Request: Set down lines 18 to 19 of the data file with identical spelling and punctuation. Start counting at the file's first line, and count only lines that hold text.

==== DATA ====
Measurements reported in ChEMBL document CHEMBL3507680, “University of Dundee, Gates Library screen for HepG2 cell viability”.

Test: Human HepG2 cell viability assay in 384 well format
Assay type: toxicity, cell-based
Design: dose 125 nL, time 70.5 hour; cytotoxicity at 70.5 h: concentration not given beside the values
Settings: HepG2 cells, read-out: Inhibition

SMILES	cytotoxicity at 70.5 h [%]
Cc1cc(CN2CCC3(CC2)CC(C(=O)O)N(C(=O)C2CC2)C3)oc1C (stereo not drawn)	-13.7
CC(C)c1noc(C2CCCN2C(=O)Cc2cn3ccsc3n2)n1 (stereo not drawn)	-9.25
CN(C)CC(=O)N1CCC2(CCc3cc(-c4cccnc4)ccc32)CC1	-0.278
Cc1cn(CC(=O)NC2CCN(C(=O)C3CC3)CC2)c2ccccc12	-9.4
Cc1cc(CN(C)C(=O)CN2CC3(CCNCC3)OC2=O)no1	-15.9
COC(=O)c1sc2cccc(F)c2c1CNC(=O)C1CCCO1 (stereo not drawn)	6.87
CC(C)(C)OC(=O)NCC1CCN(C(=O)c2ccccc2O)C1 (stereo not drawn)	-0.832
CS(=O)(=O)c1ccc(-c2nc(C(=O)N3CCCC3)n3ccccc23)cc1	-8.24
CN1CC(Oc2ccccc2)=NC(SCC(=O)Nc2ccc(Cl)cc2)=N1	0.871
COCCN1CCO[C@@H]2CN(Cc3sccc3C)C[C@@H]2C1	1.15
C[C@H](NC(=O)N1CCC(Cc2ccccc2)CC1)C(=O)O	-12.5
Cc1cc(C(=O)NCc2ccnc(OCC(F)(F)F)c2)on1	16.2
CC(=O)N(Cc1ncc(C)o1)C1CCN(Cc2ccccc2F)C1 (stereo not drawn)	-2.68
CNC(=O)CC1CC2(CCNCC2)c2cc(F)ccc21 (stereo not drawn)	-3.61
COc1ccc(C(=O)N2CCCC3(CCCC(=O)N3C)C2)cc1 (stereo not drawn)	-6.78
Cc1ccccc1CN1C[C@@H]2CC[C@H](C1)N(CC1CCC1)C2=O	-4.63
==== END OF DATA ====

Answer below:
Cc1cc(C(=O)NCc2ccnc(OCC(F)(F)F)c2)on1	16.2
CC(=O)N(Cc1ncc(C)o1)C1CCN(Cc2ccccc2F)C1 (stereo not drawn)	-2.68